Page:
I am unfamiliar with SBA loans, can anyone help me apply?
Yes, SBA resource partners are available to help guide you through the loan application process. You can find your nearest Small Business Development Center (SBDC) or Women’s Business Center here.
These grants provide an emergency advance of up to $10,000 to small businesses and private non-profits harmed by COVID-19 within three days of applying for an SBA Economic Injury Disaster Loan (EIDL). To access the advance, you must first apply for an EIDL and then request the advance. The advance does not need to be repaid under any circumstance, and may be used to keep employees on payroll, to pay for sick leave, meet increased production costs due to supply chain disruptions, or pay business obligations, including debts, rent and mortgage payments.
Are businesses and private non-profits in my state eligible for an EIDL related to COVID-19?
Yes, those suffering substantial economic injury in all 50 states, DC, and the territories may apply for an EIDL.
What is an EIDL and what is it used for?
EIDLs are lower interest loans of up to $2 million, with principal and interest deferment available for up to 4 years, that are available to pay for expenses that could have been met had the disaster not occurred, including payroll and other operating expenses.
Who is eligible for an EIDL?
Those eligible are the following with 500 or fewer employees:
• Small business concerns (including sole proprietorships, with or without employees)
• Independent contractors
• Cooperatives and employee-owned businesses
• Private non-profits
• Tribal small businesses
My private non-profit is not a 501(c)(3). Is it still eligible for an EIDL and a grant?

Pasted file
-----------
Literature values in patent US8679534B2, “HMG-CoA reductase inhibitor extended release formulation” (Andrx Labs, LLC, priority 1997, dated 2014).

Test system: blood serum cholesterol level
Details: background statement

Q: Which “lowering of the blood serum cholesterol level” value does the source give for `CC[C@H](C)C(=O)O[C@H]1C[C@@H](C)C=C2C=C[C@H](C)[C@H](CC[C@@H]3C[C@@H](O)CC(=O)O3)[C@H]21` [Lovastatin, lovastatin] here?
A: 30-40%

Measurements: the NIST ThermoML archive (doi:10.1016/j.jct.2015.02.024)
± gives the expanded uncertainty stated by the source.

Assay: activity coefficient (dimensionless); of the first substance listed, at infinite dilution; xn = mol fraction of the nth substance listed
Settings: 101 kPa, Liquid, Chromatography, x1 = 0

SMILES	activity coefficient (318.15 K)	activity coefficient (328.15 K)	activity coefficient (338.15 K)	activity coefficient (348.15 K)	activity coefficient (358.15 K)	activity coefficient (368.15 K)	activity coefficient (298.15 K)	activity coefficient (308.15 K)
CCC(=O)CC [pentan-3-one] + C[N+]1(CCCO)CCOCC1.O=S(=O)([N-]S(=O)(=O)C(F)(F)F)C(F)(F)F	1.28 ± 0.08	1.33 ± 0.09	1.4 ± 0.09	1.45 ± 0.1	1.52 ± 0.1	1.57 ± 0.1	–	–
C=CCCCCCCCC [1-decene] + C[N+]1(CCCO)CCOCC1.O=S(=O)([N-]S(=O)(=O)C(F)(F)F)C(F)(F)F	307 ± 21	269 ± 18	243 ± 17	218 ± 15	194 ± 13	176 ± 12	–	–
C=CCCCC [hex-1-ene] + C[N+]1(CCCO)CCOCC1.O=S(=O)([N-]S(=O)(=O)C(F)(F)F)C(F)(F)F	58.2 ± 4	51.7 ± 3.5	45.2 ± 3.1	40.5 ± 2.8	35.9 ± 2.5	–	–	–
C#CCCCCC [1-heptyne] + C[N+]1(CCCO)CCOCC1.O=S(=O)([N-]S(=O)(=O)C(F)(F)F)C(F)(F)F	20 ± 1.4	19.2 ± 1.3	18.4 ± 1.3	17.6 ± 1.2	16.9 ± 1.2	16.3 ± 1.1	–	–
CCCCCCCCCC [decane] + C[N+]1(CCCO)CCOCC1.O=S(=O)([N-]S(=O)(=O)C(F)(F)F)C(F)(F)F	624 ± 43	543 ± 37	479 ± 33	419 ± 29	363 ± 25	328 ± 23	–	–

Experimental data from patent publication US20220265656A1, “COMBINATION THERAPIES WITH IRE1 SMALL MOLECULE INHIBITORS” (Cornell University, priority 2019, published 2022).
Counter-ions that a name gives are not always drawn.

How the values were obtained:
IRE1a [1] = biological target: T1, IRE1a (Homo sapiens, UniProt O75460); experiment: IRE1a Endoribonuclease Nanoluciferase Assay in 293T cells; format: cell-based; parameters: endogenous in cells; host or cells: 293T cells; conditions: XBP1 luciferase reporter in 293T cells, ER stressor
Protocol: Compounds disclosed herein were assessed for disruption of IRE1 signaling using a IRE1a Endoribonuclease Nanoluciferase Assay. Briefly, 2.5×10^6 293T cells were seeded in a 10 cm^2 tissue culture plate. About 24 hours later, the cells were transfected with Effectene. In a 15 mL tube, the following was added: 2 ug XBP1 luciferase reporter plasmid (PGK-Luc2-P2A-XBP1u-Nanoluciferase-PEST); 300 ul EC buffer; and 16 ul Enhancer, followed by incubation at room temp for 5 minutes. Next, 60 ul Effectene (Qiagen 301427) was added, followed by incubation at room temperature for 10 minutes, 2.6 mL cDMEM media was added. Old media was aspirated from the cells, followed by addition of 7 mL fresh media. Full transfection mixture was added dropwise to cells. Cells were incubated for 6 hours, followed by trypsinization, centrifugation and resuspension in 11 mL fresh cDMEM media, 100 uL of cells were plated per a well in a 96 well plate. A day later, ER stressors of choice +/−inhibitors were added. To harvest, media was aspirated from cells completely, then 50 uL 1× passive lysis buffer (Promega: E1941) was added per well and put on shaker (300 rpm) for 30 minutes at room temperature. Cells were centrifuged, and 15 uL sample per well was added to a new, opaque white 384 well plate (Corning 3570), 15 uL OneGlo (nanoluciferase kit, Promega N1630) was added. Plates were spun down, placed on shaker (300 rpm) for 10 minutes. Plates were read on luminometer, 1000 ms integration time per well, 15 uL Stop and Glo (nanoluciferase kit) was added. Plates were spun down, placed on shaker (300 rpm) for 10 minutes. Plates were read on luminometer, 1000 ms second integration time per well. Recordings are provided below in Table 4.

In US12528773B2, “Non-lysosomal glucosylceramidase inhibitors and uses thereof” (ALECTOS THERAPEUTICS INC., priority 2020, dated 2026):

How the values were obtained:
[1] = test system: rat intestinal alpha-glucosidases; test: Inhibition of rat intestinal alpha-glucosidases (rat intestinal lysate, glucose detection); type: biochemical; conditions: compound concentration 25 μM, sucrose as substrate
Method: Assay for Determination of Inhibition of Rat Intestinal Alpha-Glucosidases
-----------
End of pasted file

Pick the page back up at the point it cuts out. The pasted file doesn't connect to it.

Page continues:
Yes, if you are a private non-profit with an effective ruling letter from the IRS, granting tax exemption under sections 501(c), (d), or (e) of the Internal Revenue Code of 1954, or if you can provide satisfactory evidence from the State that the non-revenue producing organization or entity is a non-profit one organized or doing business under State law.
Who is eligible for an Emergency Economic Injury Grant?
Those eligible for an EIDL and who have been in operation since January 31, 2020.
How long are Emergency Economic Injury Grants available?
January 31, 2020 – December 31, 2020. The grants are backdated to January 31, 2020 to allow those who have already applied for EIDLs to be eligible to also receive a grant.
If I get an EIDL and/or an Emergency Economic Injury Grant, can I get a PPP loan?
Whether you’ve already received an EIDL unrelated to COVID-19 or you receive a COVID-19 related EIDL and/or Emergency Grant between January 31, 2020 and June 30, 2020, you may also apply for a PPP loan. If you ultimately receive a PPP loan or refinance an EIDL into a PPP loan, any advance amount received under the Emergency Economic Injury Grant Program would be subtracted from the amount forgiven in the PPP.
How do I know if my business is a small business?
Please visit https://www.sba.gov/size-standards/ to find out if your business meets SBA’s small business size standards. You will need the 6-digit North American Industry Classification Code for your business and your business’ 3-year average annual revenue.
How do I apply for an economic injury disaster loan?
To apply for an EIDL online, please visit https://disasterloan.sba.gov/ela/. Your SBA Regional Office is an important resource when applying for SBA assistance.
I am unfamiliar with the EIDL process, can anyone help me apply?
Yes, SBA resource partners are available to help guide you through the EIDL application process. You can find the nearest Small Business Development Center (SBDC), Women’s Business Center, or SCORE mentorship chapter at https://www.sba.gov/local-assistance/find/.